Screaming Broccoli | Inside Track | Seven Days | Vermont's Independent Voice

Published October 13, 1999 at 1:00 a.m.

The fruit and vegetables will be flying at Monday night's meeting of the Burlington City Council. In what should be the biggest political food fight of the modern era, Progressives, Democrats and Republicans will select the best medicine for the growling tummies of the Queen City. A new food market is coming to downtown Burlington, but what kind?

Meat and potatoes or politically correct organic vegetables? A six-pack of Bud or a bottle of carrot juice? Tofu or tenderloin?

To some folks, the member-owned world the Onion River Coop represents is just one more tentacle of the world communist conspiracy. To others, the modern microwavable, all-American menu offered by Mac's Market represents the tentacles of Corporate America and its hormone-induced, genetically engineered product line bent on achieving domination of the world's digestive tract.

Hey, can we just get along here?

Yours truly was a member of that subset of the Burlap population that depended on the gritty old Price Chopper for sustenance. Whatever takes its place has got to at least cover that store's offerings. But what if the new store had all that and more? What if the new store is one that delights downtown’s senior citizens as well as low-income working folks, college kids and middle aged hippies?

Come Monday, expect Republican City Councilor Matt Gardy (Ward 4) to be leading the charge against Onion River Co-op getting the nod, while backing the selection of Mac’s Market. Mad Matt smells a supermarket Mad Matt smells a supermarket conspiracy and acknowledges "the appearance of a set-up." He blames the administration of Progressive Mayor Peter Clavelle for not acting quickly enough, and he says the four Progs on the council who are co-op members will each have to make “a personal decision” about abstaining from the big food-fight vote.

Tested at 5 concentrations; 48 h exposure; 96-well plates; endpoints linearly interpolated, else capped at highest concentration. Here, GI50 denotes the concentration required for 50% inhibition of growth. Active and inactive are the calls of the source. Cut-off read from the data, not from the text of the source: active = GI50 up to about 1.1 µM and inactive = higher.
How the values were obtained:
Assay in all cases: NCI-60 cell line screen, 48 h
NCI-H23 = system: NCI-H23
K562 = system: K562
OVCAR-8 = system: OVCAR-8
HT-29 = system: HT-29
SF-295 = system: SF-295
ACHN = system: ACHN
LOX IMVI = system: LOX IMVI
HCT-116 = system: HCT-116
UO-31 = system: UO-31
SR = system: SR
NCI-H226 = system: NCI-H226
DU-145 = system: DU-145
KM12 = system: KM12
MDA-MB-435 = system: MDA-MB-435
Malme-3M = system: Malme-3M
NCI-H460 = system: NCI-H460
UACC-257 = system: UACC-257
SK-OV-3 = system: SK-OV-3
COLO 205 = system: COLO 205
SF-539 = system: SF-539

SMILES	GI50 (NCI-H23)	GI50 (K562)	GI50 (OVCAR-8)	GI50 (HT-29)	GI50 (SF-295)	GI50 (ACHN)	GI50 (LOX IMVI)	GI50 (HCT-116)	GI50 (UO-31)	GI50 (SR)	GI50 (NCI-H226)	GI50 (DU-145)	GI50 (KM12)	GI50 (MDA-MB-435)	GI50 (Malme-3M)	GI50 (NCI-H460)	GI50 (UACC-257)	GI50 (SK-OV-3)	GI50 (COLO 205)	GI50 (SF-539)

Democratic City Councilor Andy Montroll (Ward 6) insists "a broad range of people" were represented on the supermarket search committee. "The process worked," he says adamantly. And acknowledging "there is no broad-based consensus of which way to go," Montroll told Seven Days Tuesday, "I'm not ready yet to stake out a position.”

He has until Monday night. No rush.

Mayor Moonie has been taking all the heat on the supermarket issue, and some of the heat has been stoked by fellow Progressives. Levi Sanders was positively eloquent at Monday’s public hearing in illuminating the shortcomings of the city’s search process. Sanders the Younger politely condemned the lack of low-income representation on the committee and the omission of folks who don’t have cars — the very people who were cast adrift when the Price Chopper closed.

“It’s time to let the average person make a decision,” said Levi.

What a refreshing idea!

“People are going to beat the hell out of the process,” responded Mayor Clavelle, “but at the end of the day, the challenge is is to bring a supermarket to downtown that's going to offer a good selection at affordable prices in a place where people feel comfortable."

Screaming broccoli, Batman, that can't be too hard to accomplish. Can it?

Media Notes — So what do you think? It's been over a week now and tongues are wagging over the new format at WCAX-TV — "Vermont's Own." And we've got to say, so far, the dynamic duo of co-anchors Marselis Parsons and Sera Congi is not getting favorable reviews. It's not a matter of "poor chemistry" between Marsillyiss, the dour, stiff, weather-beaten 55-year-old news director/anchor-man, and Sweet Sera, the sparkling 27-year-old up-and-corner with charisma popping out of every pore. It's a matter of no chemistry. The repartee is stilted. Watching Marsillyiss try to be glib with a woman half his age is painful. (Though word from Ch. 3 is they're receiving nothing but favorable comments. Go figure.)